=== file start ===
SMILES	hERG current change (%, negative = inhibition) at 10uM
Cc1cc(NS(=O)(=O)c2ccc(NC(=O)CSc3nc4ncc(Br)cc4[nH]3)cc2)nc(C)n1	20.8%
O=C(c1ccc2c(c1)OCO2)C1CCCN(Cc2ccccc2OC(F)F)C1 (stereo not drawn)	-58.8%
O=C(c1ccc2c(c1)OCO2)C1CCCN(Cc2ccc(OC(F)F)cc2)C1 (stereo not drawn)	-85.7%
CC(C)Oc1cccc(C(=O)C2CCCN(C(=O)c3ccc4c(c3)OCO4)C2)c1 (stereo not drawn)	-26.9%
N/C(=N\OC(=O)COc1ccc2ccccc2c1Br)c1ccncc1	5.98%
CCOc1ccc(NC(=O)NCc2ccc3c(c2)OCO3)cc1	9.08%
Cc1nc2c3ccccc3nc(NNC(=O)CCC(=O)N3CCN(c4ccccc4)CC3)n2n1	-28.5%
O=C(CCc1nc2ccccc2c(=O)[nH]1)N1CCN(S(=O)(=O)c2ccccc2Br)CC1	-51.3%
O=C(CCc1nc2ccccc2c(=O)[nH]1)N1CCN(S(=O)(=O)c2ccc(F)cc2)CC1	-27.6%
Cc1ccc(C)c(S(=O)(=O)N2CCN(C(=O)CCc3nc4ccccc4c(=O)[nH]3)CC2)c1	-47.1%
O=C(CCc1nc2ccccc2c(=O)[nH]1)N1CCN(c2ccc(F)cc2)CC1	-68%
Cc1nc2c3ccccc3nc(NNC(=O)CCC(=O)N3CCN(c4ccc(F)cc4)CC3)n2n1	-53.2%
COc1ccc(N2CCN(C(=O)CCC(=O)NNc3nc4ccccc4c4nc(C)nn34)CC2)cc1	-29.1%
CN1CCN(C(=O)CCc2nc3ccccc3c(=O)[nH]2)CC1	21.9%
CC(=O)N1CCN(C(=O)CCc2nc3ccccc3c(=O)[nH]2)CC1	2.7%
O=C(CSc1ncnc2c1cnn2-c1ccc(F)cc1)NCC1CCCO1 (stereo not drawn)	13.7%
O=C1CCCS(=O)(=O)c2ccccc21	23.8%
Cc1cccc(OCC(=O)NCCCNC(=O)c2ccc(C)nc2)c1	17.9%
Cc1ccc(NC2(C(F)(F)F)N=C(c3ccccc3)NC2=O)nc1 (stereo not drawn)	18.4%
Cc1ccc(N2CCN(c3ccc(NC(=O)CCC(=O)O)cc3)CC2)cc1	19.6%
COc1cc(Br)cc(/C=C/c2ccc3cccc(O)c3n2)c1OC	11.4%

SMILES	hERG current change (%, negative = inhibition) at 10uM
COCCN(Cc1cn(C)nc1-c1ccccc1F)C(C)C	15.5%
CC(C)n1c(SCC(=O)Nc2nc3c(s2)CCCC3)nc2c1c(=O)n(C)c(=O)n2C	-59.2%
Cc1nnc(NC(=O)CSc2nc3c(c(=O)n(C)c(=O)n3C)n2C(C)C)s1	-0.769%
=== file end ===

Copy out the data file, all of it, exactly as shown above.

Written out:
SMILES	hERG current change (%, negative = inhibition) at 10uM
Cc1cc(NS(=O)(=O)c2ccc(NC(=O)CSc3nc4ncc(Br)cc4[nH]3)cc2)nc(C)n1	20.8%
O=C(c1ccc2c(c1)OCO2)C1CCCN(Cc2ccccc2OC(F)F)C1 (stereo not drawn)	-58.8%
O=C(c1ccc2c(c1)OCO2)C1CCCN(Cc2ccc(OC(F)F)cc2)C1 (stereo not drawn)	-85.7%
CC(C)Oc1cccc(C(=O)C2CCCN(C(=O)c3ccc4c(c3)OCO4)C2)c1 (stereo not drawn)	-26.9%
N/C(=N\OC(=O)COc1ccc2ccccc2c1Br)c1ccncc1	5.98%
CCOc1ccc(NC(=O)NCc2ccc3c(c2)OCO3)cc1	9.08%
Cc1nc2c3ccccc3nc(NNC(=O)CCC(=O)N3CCN(c4ccccc4)CC3)n2n1	-28.5%
O=C(CCc1nc2ccccc2c(=O)[nH]1)N1CCN(S(=O)(=O)c2ccccc2Br)CC1	-51.3%
O=C(CCc1nc2ccccc2c(=O)[nH]1)N1CCN(S(=O)(=O)c2ccc(F)cc2)CC1	-27.6%
Cc1ccc(C)c(S(=O)(=O)N2CCN(C(=O)CCc3nc4ccccc4c(=O)[nH]3)CC2)c1	-47.1%
O=C(CCc1nc2ccccc2c(=O)[nH]1)N1CCN(c2ccc(F)cc2)CC1	-68%
Cc1nc2c3ccccc3nc(NNC(=O)CCC(=O)N3CCN(c4ccc(F)cc4)CC3)n2n1	-53.2%
COc1ccc(N2CCN(C(=O)CCC(=O)NNc3nc4ccccc4c4nc(C)nn34)CC2)cc1	-29.1%
CN1CCN(C(=O)CCc2nc3ccccc3c(=O)[nH]2)CC1	21.9%
CC(=O)N1CCN(C(=O)CCc2nc3ccccc3c(=O)[nH]2)CC1	2.7%
O=C(CSc1ncnc2c1cnn2-c1ccc(F)cc1)NCC1CCCO1 (stereo not drawn)	13.7%
O=C1CCCS(=O)(=O)c2ccccc21	23.8%
Cc1cccc(OCC(=O)NCCCNC(=O)c2ccc(C)nc2)c1	17.9%
Cc1ccc(NC2(C(F)(F)F)N=C(c3ccccc3)NC2=O)nc1 (stereo not drawn)	18.4%
Cc1ccc(N2CCN(c3ccc(NC(=O)CCC(=O)O)cc3)CC2)cc1	19.6%
COc1cc(Br)cc(/C=C/c2ccc3cccc(O)c3n2)c1OC	11.4%

SMILES	hERG current change (%, negative = inhibition) at 10uM
COCCN(Cc1cn(C)nc1-c1ccccc1F)C(C)C	15.5%
CC(C)n1c(SCC(=O)Nc2nc3c(s2)CCCC3)nc2c1c(=O)n(C)c(=O)n2C	-59.2%
Cc1nnc(NC(=O)CSc2nc3c(c(=O)n(C)c(=O)n3C)n2C(C)C)s1	-0.769%